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The Addictiveness of Reality Television

Meredith Hedrick
Glen Allen High School

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America was first introduced to a modern reality TV show in the 1970s with the premier
of An American Family This 12 hour documentary-series followed an ordinary American
family for seven months. During these seven months the family encountered dramatic events
such as a divorce and tensions between parents and children. This show was widely popular
because of the national appeal it had, a typical American family trying to live the American
dream. The show was produced during a, time of national turmoil regarding cultural, political,
and economical issues, making the show direct commentary of issues that faced all Americans
at the time. What is believed to have been discovered from this show is a common characteristic
that keeps the viewers watchingdrama (Glouner, Flores, & Tomback, .n.d.). However, with all
of the current reality show topics, is drama the only reason people tune in? Since the first concept
of reality shows appeared, many different theories about why viewers watch these shows have
appeared. These theories include appealing to basic desires, the concept of voyeurism and what it
means in the context of the present, the novelty of the reality-based television genre, and the
gratification theory that viewers gain skills by tuning in.

Basic Desires:
A current theory of why people feel addicted to reality TV is that these shows appeals to
one of our sixteen basic human desires. These desires include: curiosity, power, independence,
status, social contact, vengeance, honor, idealism, physical exercise, romance, family order,
eating, acceptance, tranquility, and saving. The need to achieve these desires results in motives to
encourage achievement. Most motives are combinations of two or more basic desires. For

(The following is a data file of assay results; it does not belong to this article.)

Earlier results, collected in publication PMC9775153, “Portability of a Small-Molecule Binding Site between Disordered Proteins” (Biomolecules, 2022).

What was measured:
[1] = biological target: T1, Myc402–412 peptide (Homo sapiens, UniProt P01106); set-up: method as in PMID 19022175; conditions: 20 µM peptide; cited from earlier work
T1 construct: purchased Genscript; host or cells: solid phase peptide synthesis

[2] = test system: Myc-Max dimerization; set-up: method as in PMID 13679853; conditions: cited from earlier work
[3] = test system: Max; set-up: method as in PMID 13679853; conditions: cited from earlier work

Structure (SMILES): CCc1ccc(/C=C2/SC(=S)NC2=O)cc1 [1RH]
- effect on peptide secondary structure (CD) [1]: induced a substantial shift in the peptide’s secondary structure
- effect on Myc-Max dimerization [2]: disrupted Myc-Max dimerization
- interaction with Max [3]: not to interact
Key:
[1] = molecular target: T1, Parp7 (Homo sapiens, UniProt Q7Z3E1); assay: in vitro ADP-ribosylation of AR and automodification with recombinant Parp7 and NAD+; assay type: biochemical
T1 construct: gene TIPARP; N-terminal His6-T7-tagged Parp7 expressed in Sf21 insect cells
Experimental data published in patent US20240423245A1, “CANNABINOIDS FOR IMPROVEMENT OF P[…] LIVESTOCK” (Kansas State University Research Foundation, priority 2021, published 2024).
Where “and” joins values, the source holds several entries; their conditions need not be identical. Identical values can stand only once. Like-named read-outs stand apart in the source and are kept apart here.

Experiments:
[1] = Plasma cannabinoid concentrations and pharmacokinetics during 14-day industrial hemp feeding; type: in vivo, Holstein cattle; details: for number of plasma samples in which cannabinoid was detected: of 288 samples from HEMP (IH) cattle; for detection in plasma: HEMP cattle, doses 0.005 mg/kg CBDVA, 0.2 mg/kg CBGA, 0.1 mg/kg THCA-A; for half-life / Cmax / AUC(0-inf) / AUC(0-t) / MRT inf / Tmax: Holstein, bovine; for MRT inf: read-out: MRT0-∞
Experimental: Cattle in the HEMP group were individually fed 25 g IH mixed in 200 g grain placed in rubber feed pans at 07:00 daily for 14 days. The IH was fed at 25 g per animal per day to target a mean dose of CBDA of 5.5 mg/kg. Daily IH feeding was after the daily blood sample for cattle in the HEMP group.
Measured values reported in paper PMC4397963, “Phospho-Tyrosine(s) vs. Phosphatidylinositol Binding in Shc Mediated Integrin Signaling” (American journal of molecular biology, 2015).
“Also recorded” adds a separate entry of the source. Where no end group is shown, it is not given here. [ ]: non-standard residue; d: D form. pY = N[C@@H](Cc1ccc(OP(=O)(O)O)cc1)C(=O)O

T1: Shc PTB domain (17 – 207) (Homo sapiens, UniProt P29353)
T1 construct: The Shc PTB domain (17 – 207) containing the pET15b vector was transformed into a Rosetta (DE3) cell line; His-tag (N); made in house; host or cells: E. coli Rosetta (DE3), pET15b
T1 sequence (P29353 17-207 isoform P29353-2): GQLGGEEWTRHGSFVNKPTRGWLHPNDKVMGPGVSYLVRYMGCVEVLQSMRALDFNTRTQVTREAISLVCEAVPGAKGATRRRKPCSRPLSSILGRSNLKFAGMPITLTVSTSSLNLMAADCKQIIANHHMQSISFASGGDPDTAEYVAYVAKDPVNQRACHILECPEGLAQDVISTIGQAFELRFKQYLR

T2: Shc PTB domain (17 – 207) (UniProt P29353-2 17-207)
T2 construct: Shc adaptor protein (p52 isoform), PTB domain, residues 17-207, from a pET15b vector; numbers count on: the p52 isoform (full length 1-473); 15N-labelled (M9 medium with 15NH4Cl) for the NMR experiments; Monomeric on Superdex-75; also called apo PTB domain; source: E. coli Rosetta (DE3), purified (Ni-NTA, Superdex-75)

example a motive of wealth could be a combination of desires such as status and power. Of

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course the importance placed on meeting specific desires is different for different people. The
different desires a person holds to be important makes them more likely to do specific things. For
instance, the more status orientated you are, the more likely to watch reality TV. The most likely
explanation for this is that people who watch reality shows feel that they have higher status than
the people on the shows (Reiss, Wiltz, 2004).
Almost all of the sixteen desires may be relatable to why people watch reality shows.
People may watch because they feel curious about someone elses house, job, or family. They
may watch because they want to hold the power to send someone home from a competition with
their vote. Watching may fill their desire for social contact, by watching others interact. Shows
such as The Bachelor fulfill the romance desire by giving viewers a fairy-tale. However,
what keeps the viewer coming back is the intrinsic feeling of joy they get by fulfilling their
desires. People act, as if they are trying to maximize the experience of the 16 joys. In the
context of reality TV, people keep watching if they find joy from one of the desires they hold as
important while watching.

Voyeurism is defined as receiving sexual gratification from viewing objects or acts.